Radio shows can establish an adviser’s credibility and help win new clients, but they don’t always pay off

Therese Nicklas: Quoted in Forbes

Therese Nicklas, CFP® at U.S. Wealth Management Boston was recently published in Forbes for a piece called 13 Financial Tips for Newly Weds.

Here is the link to her article:

Kash Ahmed Quoted in Investment News

Kash Ahmed Quoted in Investment News

Advisers take heed: Investment crowdfunding coming soon to a client near you

Bob Mauterstock: Huffington Post

Are Your Children Preparted to Handle Your Money?

Bill Harris: Journal Article

Bill Harris: Journal Article

Navigate Tax Planning in New Knowledge Circle

Journal of Financial Planning, January 2016

It is time for a piece of Chocolate Cake

Early in the day on Feb. 11, 2016, the Dow plunged 350 points, on track to its lowest point in two years. The S&P 500 dropped almost 2%.  This was the longest losing streak since last August.  January saw the worst decline on record for the month with an 8% loss in the S&P in the first 15 days of January.

The 8% loss in early January reminded me of what my husband said after his recent bilateral knee replacement.  He had been on some pretty strong pain killers, didn’t have much appetite and hadn’t had a drink of alcohol for about a month.  He lost about 15 pounds – close to 8% of his original body weight. “If I keep losing weight,” he said, “at this rate I will shrivel away into nothing.”

Well, just like my husband, we know that the S&P is not going to continue to lose 8% every 15 days and shrivel away into nothing.  What controls how low the S&P will go?  Why did it lose 8% and not 50%?  We will hear in the media such fundamental explanations regarding the Chinese economy, the price of oil and on and on.  That explains a drop, but what explains how great the drop will be?

Just as when we lose weight our metabolism slows and our body starts to conserve calories; there are forces at work that prevent a precipitous drop in the stock market. Technical analysis can help us understand the emotional controls that are important limiting mechanisms when it comes to stock market volatility.  Behind the talk of interest rates, fed policy and unemployment data lies technical analysis that can gauge the emotions of the market.  Perhaps this can be best explained by some of the terms used in technical analysis.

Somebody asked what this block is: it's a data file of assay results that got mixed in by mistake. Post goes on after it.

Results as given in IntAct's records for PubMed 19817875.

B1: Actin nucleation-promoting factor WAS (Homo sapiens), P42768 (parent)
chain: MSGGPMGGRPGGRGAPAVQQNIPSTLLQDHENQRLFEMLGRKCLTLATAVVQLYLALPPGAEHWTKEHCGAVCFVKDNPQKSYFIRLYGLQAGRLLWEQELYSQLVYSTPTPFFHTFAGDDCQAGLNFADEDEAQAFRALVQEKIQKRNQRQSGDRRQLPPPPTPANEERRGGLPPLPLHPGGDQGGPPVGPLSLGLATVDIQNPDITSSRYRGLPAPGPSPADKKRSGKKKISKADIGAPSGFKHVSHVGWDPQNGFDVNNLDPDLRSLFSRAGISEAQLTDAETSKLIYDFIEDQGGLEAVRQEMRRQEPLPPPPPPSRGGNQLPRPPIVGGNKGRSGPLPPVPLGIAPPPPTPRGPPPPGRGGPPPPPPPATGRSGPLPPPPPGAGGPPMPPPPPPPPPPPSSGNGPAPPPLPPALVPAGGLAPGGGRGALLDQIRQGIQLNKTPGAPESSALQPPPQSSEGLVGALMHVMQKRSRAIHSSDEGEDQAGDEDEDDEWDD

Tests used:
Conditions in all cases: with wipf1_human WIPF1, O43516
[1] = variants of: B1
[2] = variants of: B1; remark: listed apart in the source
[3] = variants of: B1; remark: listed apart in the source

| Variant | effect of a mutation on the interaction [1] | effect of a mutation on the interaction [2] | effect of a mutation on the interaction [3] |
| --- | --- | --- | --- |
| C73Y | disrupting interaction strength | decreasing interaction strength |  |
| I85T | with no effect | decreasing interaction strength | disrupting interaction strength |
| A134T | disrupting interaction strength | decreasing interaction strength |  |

RESISTANCE – A chart point or range that caps an increase in the level of a stock price over a period of time.  At a certain point a stock will have trouble going higher – usually because it has stopped at this level before – at a level where the stock has sold off before.  Investors are concerned that the price will start going down, like it did previously, so they don’t want to buy and might be tempted to sell.  Good earnings expectations or a great new product might allow the stock to “break through” this resistance.   Or, if a stock stays at this resistance level for a while it is sometimes said that it is “digesting” this level.  The longer it stays here the more likely that it will continue higher eventually, as a comfort level occurs indicating that if it can remain at this level this long there is a good likelihood that it can move higher.   Or, the stock could go down for a while possibly to a previous support level.  And, it could continue for a time moving back and forth between support and resistance – moving sideways.